IT'S TIME FOR his peers, friends and former players to give back to Dick Edell, the former "Big Man" on the University of Maryland campus.
For nearly two decades, Edell, the former Terps lacrosse coach, gave more than he received. But on Sept. 21, Edell and his daughter, Krissy, in conjunction with the University of Maryland Alumni Association, are holding a 3-mile walk-a-thon on the campus to raise money to help find a cure for inclusion body myositis, a disease that gradually destroys muscle fiber and tissue and incapacitates its victims' arms and legs.
Edell has the disease, which forced him into early retirement in 2001. There is no cure. In the early stages, those with the disease have problems getting into and out of chairs, walking up and down steps and standing for long periods. It eventually forces a person into a wheelchair and later to become bedridden.
Edell's group would like to raise about $20,000 from nearly 500 participants. The money for research or a possible cure might not come in time to help Edell, but, as he has for most of his life, he is looking out for someone else.
Yesterday, he spent more time asking me about my family than we did talking about him. He wanted to know about the Ravens and the Redskins. He wanted to know what was going on in the lacrosse world, as if he didn't already know.
And his humor was as sharp as ever.
"I figure if I get there on Saturday, I can finish by Sunday with the aid of a tailwind," said a laughing Edell, who will walk with the aid of crutches. "I don't know how much money we will raise, but to be out there with old friends and to meet some new ones is fine with me.
"This is new ground for me," Edell said of the fund-raiser. "It may not help me, but it could help someone down the road. If that's the case, then let's do it."
Krissy Edell Kelley began formulating plans for the walk-a-thon about six months ago. She soon contacted her close friend, Allyson Yospe, director of alumni and athletic events at Maryland, and then Debbie Yow, the school's athletic director.
Kelley said she was spurred to take action after watching her father's visits to doctors, who were able to give him virtually nothing for treatment. According to Kelley, only one out of every 1 million people gets the disease.
The event is called Muscling Out Myositis in Honor of Coach Dick Edell. For more information, you can go to the Web site www.alumni.umd.edu.
"He goes to the University of Maryland and Hopkins [hospitals], but they just monitor his progress," Kelley said. "They just basically test for the progression, but there is no treatment, nothing they can do to help him. They don't know why you get it, who gets it.
"They don't know how long you have had it, how fast it will progress," she said. "They don't know why it tears muscles down or how to rebuild them. They've had walk-a-thons in other states, but with little success. It's such an unknown disease."
It's a challenge, but one Edell has accepted. He has approached the disease with the same fight he had when he coached at Maryland.
Edell-coached teams were never pretty. If you wanted style or finesse, you turned to Hopkins or Princeton.
Maryland was always about intensity, defense, grit and passion, all the character traits of Edell, who became one of the sport's all-time great coaches and characters. Edell left Maryland with 13 appearances in the NCAA Division I tournament. He still had some good years remaining.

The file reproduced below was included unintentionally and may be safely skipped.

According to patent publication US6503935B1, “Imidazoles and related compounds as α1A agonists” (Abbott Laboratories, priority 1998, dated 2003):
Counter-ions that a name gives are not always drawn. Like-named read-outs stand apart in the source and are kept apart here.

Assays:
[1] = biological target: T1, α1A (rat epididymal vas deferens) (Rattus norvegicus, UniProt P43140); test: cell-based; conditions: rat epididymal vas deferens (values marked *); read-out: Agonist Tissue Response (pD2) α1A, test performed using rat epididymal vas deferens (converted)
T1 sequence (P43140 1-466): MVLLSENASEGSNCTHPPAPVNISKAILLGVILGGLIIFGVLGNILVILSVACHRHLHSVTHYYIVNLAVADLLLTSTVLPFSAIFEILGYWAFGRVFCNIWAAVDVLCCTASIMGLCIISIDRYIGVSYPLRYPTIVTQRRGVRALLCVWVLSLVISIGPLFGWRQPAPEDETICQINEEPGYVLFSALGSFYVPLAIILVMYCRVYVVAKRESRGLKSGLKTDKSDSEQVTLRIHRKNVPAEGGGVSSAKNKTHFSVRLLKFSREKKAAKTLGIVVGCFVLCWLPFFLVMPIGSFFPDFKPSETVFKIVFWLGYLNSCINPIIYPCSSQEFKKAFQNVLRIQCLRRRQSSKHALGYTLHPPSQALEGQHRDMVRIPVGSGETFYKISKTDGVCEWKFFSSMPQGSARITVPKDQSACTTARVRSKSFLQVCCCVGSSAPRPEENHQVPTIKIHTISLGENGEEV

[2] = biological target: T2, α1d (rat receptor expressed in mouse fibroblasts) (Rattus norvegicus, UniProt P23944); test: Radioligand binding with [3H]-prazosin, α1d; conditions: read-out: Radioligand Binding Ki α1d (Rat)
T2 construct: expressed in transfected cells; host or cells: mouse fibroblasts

"It's been hard for me," Edell said. "I wish I was still out there doing what I was doing. But I can't. But just as some doors have closed, others have opened. Like the TV deal [as a local commentator]. If I didn't have a face for radio only, I would be a budding TV star."
He laughed. Then he became a little more serious.
"But if I was still coaching, I probably would have seen my [younger] daughter [Erin] play only one lacrosse game [at the University of Delaware], but now I'm watching more of her games," Edell said.
"I go over to [a hospital in] Bethesda twice a year, and if you keep your eyes and ears open, you learn a lot. Sure, I've got a problem, but it's not as bad as some. I do what I can do. When I wake up in the morning and can move around, I'm just glad I made it through another day."
Edell was always active. There was a time when he and former Terps football coach Joe Krivak were the fastest walkers on campus. Edell still walks and exercises as much as he can.
He goes to a lot of games. He might attend one of his daughter's games or one of his former assistant coaches'. He offers Maryland coach Dave Cottle insight about the Atlantic Coast Conference.
His phone never stops ringing, with calls from such former players as goalie Brian Dougherty or such former coaches as Bob Scott, Dave Urick and Carl Runk, who invited Edell to join his staff at Hereford High.
But there is a different call out now, one for his old buddies to rally around Edell, who left more than just a won-lost record at Maryland.
The "Big Man," as he was affectionally known at Maryland, has another challenge. The event should get a nice turnout, because Edell's extended family always included coaches, players, waterboys, the milkman, the mailman, his bowling team or just about anybody he came in contact with.
He has always been blue-collar, never forsaking his Dundalk roots for the yuppie lacrosse crowd. His home in Glenelg is still a drop-in center.
"He is just a wonderful man," Yospe said. "He is so many things to so many people - a wonderful husband and father to his family, a great friend to his friends and a great professional to this university.
"When Krissy started talking about this walk-a-thon, she didn't know where she wanted to have it. When I started to think about it, the legacy of the 'Big Man' at Maryland and my job, it was a great fit to have this at the Maryland campus. We should do anything to support him."